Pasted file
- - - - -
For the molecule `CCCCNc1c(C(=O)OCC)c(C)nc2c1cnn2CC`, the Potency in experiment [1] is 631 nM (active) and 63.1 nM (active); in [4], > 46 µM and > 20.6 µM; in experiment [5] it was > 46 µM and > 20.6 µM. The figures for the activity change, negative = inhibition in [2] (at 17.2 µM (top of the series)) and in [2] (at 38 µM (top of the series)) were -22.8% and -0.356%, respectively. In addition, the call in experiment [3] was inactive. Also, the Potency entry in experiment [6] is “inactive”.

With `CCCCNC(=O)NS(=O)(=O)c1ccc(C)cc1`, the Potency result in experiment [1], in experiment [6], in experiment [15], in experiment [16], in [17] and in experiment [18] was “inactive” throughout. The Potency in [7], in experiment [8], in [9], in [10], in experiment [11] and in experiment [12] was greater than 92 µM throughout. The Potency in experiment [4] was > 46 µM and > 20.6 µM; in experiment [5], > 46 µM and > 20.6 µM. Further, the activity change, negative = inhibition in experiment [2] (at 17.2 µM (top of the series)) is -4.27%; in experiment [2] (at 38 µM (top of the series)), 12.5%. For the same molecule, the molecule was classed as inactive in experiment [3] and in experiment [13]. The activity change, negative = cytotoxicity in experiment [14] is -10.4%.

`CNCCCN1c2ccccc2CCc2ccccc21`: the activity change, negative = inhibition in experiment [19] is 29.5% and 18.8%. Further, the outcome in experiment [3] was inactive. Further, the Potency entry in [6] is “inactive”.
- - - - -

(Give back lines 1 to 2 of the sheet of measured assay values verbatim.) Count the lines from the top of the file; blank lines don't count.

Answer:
For the molecule `CCCCNc1c(C(=O)OCC)c(C)nc2c1cnn2CC`, the Potency in experiment [1] is 631 nM (active) and 63.1 nM (active); in [4], > 46 µM and > 20.6 µM; in experiment [5] it was > 46 µM and > 20.6 µM. The figures for the activity change, negative = inhibition in [2] (at 17.2 µM (top of the series)) and in [2] (at 38 µM (top of the series)) were -22.8% and -0.356%, respectively. In addition, the call in experiment [3] was inactive. Also, the Potency entry in experiment [6] is “inactive”.

With `CCCCNC(=O)NS(=O)(=O)c1ccc(C)cc1`, the Potency result in experiment [1], in experiment [6], in experiment [15], in experiment [16], in [17] and in experiment [18] was “inactive” throughout. The Potency in [7], in experiment [8], in [9], in [10], in experiment [11] and in experiment [12] was greater than 92 µM throughout. The Potency in experiment [4] was > 46 µM and > 20.6 µM; in experiment [5], > 46 µM and > 20.6 µM. Further, the activity change, negative = inhibition in experiment [2] (at 17.2 µM (top of the series)) is -4.27%; in experiment [2] (at 38 µM (top of the series)), 12.5%. For the same molecule, the molecule was classed as inactive in experiment [3] and in experiment [13]. The activity change, negative = cytotoxicity in experiment [14] is -10.4%.